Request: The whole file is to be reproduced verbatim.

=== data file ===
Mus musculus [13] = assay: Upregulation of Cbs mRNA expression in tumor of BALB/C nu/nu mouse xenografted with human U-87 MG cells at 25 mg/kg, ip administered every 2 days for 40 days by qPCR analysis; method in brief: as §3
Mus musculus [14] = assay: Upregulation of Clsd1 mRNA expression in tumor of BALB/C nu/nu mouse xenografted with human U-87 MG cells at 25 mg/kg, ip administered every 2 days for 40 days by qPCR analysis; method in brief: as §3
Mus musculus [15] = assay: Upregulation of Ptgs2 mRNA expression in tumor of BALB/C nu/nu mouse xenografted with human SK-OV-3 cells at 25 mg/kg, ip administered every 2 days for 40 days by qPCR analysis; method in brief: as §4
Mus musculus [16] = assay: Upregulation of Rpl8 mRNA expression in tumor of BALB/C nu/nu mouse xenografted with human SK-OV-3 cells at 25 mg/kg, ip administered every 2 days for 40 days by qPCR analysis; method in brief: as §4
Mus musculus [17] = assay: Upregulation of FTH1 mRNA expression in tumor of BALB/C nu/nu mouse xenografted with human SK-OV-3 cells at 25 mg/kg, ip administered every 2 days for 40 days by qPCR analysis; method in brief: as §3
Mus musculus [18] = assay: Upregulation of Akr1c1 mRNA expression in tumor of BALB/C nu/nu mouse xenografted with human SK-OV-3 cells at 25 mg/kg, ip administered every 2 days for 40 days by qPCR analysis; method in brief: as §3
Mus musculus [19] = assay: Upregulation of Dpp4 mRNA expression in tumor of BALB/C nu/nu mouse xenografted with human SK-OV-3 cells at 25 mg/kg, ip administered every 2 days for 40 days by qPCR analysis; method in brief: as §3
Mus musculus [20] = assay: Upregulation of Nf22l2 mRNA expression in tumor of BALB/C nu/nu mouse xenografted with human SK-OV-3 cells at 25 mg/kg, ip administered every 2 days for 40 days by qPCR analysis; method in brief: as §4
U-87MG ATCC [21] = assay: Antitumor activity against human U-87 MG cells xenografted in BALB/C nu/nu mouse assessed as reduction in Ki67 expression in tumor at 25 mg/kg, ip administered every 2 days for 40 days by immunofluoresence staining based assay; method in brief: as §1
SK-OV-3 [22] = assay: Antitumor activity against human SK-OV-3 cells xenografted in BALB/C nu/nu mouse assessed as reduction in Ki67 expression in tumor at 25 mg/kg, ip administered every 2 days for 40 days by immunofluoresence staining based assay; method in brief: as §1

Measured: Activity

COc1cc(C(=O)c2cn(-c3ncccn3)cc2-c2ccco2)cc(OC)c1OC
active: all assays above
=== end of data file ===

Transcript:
Mus musculus [13] = assay: Upregulation of Cbs mRNA expression in tumor of BALB/C nu/nu mouse xenografted with human U-87 MG cells at 25 mg/kg, ip administered every 2 days for 40 days by qPCR analysis; method in brief: as §3
Mus musculus [14] = assay: Upregulation of Clsd1 mRNA expression in tumor of BALB/C nu/nu mouse xenografted with human U-87 MG cells at 25 mg/kg, ip administered every 2 days for 40 days by qPCR analysis; method in brief: as §3
Mus musculus [15] = assay: Upregulation of Ptgs2 mRNA expression in tumor of BALB/C nu/nu mouse xenografted with human SK-OV-3 cells at 25 mg/kg, ip administered every 2 days for 40 days by qPCR analysis; method in brief: as §4
Mus musculus [16] = assay: Upregulation of Rpl8 mRNA expression in tumor of BALB/C nu/nu mouse xenografted with human SK-OV-3 cells at 25 mg/kg, ip administered every 2 days for 40 days by qPCR analysis; method in brief: as §4
Mus musculus [17] = assay: Upregulation of FTH1 mRNA expression in tumor of BALB/C nu/nu mouse xenografted with human SK-OV-3 cells at 25 mg/kg, ip administered every 2 days for 40 days by qPCR analysis; method in brief: as §3
Mus musculus [18] = assay: Upregulation of Akr1c1 mRNA expression in tumor of BALB/C nu/nu mouse xenografted with human SK-OV-3 cells at 25 mg/kg, ip administered every 2 days for 40 days by qPCR analysis; method in brief: as §3
Mus musculus [19] = assay: Upregulation of Dpp4 mRNA expression in tumor of BALB/C nu/nu mouse xenografted with human SK-OV-3 cells at 25 mg/kg, ip administered every 2 days for 40 days by qPCR analysis; method in brief: as §3
Mus musculus [20] = assay: Upregulation of Nf22l2 mRNA expression in tumor of BALB/C nu/nu mouse xenografted with human SK-OV-3 cells at 25 mg/kg, ip administered every 2 days for 40 days by qPCR analysis; method in brief: as §4
U-87MG ATCC [21] = assay: Antitumor activity against human U-87 MG cells xenografted in BALB/C nu/nu mouse assessed as reduction in Ki67 expression in tumor at 25 mg/kg, ip administered every 2 days for 40 days by immunofluoresence staining based assay; method in brief: as §1
SK-OV-3 [22] = assay: Antitumor activity against human SK-OV-3 cells xenografted in BALB/C nu/nu mouse assessed as reduction in Ki67 expression in tumor at 25 mg/kg, ip administered every 2 days for 40 days by immunofluoresence staining based assay; method in brief: as §1

Measured: Activity

COc1cc(C(=O)c2cn(-c3ncccn3)cc2-c2ccco2)cc(OC)c1OC
active: all assays above